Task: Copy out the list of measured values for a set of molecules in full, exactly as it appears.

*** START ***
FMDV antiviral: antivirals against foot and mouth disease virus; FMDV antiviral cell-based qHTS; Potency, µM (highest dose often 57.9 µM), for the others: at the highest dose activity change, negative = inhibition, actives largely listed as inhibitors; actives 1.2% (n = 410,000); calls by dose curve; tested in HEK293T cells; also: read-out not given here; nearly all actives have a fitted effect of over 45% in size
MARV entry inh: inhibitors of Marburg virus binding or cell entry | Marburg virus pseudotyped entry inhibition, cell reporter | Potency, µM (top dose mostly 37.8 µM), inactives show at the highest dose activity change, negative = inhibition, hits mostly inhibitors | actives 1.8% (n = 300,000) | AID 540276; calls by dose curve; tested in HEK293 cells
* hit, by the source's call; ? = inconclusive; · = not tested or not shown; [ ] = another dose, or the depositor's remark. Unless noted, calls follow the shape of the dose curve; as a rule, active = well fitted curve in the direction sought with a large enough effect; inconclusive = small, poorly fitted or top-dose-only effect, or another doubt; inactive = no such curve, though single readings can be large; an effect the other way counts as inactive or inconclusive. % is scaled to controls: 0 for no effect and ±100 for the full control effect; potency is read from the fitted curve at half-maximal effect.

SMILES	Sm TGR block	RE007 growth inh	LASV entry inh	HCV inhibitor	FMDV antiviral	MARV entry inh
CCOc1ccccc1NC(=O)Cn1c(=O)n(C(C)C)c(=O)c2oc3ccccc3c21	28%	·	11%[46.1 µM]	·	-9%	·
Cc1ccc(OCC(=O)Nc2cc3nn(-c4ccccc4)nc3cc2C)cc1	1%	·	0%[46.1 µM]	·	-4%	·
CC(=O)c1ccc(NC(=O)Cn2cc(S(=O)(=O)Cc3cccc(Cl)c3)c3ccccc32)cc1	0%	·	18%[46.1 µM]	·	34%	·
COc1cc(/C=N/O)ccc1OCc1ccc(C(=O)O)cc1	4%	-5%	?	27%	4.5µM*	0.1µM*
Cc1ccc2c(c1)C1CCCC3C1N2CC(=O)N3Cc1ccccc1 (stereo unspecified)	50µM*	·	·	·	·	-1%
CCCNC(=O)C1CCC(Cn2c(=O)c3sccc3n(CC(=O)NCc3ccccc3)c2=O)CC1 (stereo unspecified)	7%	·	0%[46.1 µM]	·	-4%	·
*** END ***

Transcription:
FMDV antiviral: antivirals against foot and mouth disease virus; FMDV antiviral cell-based qHTS; Potency, µM (highest dose often 57.9 µM), for the others: at the highest dose activity change, negative = inhibition, actives largely listed as inhibitors; actives 1.2% (n = 410,000); calls by dose curve; tested in HEK293T cells; also: read-out not given here; nearly all actives have a fitted effect of over 45% in size
MARV entry inh: inhibitors of Marburg virus binding or cell entry | Marburg virus pseudotyped entry inhibition, cell reporter | Potency, µM (top dose mostly 37.8 µM), inactives show at the highest dose activity change, negative = inhibition, hits mostly inhibitors | actives 1.8% (n = 300,000) | AID 540276; calls by dose curve; tested in HEK293 cells
* hit, by the source's call; ? = inconclusive; · = not tested or not shown; [ ] = another dose, or the depositor's remark. Unless noted, calls follow the shape of the dose curve; as a rule, active = well fitted curve in the direction sought with a large enough effect; inconclusive = small, poorly fitted or top-dose-only effect, or another doubt; inactive = no such curve, though single readings can be large; an effect the other way counts as inactive or inconclusive. % is scaled to controls: 0 for no effect and ±100 for the full control effect; potency is read from the fitted curve at half-maximal effect.

SMILES	Sm TGR block	RE007 growth inh	LASV entry inh	HCV inhibitor	FMDV antiviral	MARV entry inh
CCOc1ccccc1NC(=O)Cn1c(=O)n(C(C)C)c(=O)c2oc3ccccc3c21	28%	·	11%[46.1 µM]	·	-9%	·
Cc1ccc(OCC(=O)Nc2cc3nn(-c4ccccc4)nc3cc2C)cc1	1%	·	0%[46.1 µM]	·	-4%	·
CC(=O)c1ccc(NC(=O)Cn2cc(S(=O)(=O)Cc3cccc(Cl)c3)c3ccccc32)cc1	0%	·	18%[46.1 µM]	·	34%	·
COc1cc(/C=N/O)ccc1OCc1ccc(C(=O)O)cc1	4%	-5%	?	27%	4.5µM*	0.1µM*
Cc1ccc2c(c1)C1CCCC3C1N2CC(=O)N3Cc1ccccc1 (stereo unspecified)	50µM*	·	·	·	·	-1%
CCCNC(=O)C1CCC(Cn2c(=O)c3sccc3n(CC(=O)NCc3ccccc3)c2=O)CC1 (stereo unspecified)	7%	·	0%[46.1 µM]	·	-4%	·